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Former UVA football player sues University, coaches for alleged hazing incident

Freshman Aidan Howard says coaches watched as he was forced to fight another player

NCAA Football: Virginia at Duke Mark Dolejs-USA TODAY Sports

Former University of Virginia football player Aidan Howard has sued the University and others, alleging he was severely injured in a hazing-related incident during fall camp in August.

Doug Doughty of the Roanoke Times tweeted a story on Wednesday evening. was first with the information.

In a lawsuit filed in federal court, Howard alleges that he was teased and bullied by upperclassmen wide receivers Doni Dowling and David Eldridge because of Howard’s “soft-spoken and mild-mannered nature.” Diagnosed with a learning disability, Howard alleges Dowling and Eldridge, who knew of this diagnosis, would call him “‘stupid,’ ‘dumb,’ ‘slow,’ and ‘retarded’” in front of Howard and some of the Virginia coaches.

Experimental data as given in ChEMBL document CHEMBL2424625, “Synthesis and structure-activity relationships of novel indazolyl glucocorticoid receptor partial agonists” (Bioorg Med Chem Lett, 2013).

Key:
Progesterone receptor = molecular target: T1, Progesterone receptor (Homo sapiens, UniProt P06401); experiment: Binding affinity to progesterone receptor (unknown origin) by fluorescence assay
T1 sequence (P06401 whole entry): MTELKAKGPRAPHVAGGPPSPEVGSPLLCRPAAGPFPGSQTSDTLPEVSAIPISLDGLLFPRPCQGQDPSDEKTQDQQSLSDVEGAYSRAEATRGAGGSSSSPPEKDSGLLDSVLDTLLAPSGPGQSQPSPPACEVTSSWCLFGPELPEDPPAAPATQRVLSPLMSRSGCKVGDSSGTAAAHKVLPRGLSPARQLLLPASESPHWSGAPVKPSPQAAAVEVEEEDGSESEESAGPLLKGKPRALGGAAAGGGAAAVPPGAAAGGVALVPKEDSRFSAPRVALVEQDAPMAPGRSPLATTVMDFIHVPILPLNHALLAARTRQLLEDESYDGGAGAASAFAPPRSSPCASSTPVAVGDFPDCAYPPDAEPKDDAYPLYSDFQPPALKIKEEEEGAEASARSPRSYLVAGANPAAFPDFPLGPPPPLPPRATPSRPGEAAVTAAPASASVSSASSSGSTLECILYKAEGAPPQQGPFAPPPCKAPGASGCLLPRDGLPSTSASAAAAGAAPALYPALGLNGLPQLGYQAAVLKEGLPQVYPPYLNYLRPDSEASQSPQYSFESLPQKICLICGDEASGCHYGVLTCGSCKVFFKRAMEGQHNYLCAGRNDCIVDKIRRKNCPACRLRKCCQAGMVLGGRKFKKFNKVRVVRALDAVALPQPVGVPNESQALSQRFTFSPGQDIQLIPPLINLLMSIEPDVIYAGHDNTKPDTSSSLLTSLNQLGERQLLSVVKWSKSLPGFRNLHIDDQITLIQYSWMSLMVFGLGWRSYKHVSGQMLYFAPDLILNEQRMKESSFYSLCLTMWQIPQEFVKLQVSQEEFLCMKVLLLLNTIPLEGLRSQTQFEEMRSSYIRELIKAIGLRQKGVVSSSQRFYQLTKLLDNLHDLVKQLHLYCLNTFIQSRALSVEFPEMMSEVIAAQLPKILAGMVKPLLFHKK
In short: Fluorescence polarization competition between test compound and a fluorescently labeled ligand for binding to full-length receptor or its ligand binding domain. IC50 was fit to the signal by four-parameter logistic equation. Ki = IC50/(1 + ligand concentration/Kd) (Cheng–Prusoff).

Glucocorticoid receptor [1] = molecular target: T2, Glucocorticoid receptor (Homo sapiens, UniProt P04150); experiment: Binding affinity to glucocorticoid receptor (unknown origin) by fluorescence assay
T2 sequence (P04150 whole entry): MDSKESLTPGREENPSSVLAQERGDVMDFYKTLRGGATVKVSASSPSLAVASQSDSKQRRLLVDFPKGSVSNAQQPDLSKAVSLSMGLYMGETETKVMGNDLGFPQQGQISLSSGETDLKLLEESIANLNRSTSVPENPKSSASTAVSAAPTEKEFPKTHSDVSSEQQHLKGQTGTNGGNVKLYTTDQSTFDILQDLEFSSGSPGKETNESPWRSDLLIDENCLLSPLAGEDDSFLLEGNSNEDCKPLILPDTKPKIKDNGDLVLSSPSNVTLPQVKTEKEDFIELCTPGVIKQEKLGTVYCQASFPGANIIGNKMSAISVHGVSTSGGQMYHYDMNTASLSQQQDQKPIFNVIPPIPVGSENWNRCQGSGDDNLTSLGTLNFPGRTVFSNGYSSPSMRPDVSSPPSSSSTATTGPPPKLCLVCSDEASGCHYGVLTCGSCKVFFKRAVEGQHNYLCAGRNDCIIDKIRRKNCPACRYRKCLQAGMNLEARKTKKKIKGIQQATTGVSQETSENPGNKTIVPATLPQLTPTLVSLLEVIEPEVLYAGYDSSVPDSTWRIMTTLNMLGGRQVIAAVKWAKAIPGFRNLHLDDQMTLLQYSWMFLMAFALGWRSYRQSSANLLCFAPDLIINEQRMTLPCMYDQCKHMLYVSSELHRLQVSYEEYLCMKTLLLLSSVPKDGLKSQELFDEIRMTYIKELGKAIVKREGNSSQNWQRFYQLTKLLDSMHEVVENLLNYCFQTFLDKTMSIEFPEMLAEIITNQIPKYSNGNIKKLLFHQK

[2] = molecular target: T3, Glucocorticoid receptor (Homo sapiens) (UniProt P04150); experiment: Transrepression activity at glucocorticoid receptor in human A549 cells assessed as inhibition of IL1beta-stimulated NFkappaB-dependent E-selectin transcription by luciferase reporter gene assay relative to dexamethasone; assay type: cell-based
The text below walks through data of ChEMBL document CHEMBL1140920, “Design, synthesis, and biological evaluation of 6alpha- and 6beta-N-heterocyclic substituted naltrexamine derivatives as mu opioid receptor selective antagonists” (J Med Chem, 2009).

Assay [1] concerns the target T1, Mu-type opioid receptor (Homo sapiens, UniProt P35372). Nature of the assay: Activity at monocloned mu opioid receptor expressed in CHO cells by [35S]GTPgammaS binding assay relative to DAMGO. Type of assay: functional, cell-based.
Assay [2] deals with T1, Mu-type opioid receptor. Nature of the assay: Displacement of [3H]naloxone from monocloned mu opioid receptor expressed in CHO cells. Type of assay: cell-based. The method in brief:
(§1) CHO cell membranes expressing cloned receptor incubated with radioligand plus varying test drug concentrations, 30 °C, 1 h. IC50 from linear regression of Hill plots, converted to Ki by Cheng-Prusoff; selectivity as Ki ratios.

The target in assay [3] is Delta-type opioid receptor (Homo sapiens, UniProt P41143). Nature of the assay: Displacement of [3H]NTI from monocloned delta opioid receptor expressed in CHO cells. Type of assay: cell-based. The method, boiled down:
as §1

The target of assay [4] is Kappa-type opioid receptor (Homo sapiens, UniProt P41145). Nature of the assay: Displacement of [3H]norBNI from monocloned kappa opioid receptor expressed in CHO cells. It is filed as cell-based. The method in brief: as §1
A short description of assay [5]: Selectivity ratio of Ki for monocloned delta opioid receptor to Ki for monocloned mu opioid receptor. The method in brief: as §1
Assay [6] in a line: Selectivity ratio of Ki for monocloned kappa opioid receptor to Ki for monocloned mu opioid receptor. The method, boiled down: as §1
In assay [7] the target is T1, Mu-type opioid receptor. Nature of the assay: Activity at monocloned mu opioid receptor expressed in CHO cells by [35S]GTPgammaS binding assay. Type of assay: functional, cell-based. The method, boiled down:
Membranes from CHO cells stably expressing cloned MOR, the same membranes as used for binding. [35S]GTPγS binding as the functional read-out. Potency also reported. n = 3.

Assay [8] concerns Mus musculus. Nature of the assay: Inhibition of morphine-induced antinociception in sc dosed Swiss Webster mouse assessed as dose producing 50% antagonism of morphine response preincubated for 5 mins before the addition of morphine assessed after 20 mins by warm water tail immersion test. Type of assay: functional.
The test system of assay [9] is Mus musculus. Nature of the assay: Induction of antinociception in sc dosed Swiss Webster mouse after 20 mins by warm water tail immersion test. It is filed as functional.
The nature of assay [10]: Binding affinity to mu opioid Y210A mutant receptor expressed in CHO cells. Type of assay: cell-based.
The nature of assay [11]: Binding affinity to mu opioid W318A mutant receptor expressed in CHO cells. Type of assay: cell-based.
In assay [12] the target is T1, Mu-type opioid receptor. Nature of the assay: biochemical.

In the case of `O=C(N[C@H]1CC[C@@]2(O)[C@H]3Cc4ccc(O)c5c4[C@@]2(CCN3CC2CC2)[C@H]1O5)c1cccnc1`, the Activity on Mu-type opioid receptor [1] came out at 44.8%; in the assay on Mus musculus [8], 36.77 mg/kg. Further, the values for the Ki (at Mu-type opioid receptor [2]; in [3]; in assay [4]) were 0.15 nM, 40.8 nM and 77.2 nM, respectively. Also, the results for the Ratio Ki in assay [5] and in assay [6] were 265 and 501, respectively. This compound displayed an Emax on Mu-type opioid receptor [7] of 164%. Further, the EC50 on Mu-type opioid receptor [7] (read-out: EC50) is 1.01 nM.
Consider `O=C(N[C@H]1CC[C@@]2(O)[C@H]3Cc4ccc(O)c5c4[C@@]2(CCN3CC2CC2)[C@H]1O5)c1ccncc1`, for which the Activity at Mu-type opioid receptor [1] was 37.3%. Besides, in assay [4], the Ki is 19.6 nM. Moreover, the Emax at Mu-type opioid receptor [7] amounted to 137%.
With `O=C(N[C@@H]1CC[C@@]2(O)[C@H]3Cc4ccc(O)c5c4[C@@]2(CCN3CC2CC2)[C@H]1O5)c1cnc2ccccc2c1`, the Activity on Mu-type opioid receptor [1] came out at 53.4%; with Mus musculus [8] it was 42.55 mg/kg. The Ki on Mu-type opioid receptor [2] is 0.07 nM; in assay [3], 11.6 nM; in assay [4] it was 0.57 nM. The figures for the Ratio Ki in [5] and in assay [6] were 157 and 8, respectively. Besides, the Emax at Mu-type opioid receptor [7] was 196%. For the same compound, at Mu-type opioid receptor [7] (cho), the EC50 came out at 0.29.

After a practice in August, the complaint alleges that Howard was forced to fight another first-year wide receiver, Hasise Dubois, as part of his “initiation.” The complaint alleges that Dowling and Eldridge marked off a “ring” using athletic tape and used flashing lights, loud music, and announcements to simulate a “prize fight.”

Howard claims that, among the 105 individuals present was graduate assistant coach Famika Anae—the son of offensive coordinator Robert Anae—and that Famika Anae shouted at other players to put away their phones and not record the fight. According to the complaint, Howard suffered a broken orbital bone and underwent surgery in late September.

Howard’s lawsuit names the University, President Teresa Sullivan, athletic director Craig Littlepage, wide receivers coach Marques Hagans, Famika Anae, Dowling, and Eldridge as defendants. None of the defendants has filed a reply in court.

University spokesperson Anthony P. de Bruyn responded to our request for comment with the following:

The University is aware of Mr. Howard’s allegations and has made all of the required external notifications in accordance with state law. The University has been actively investigating these reports consistent with its obligations under the law and University policy. The University does not comment on ongoing litigation and will not make any further statements regarding this case.

Howard’s full complaint is below.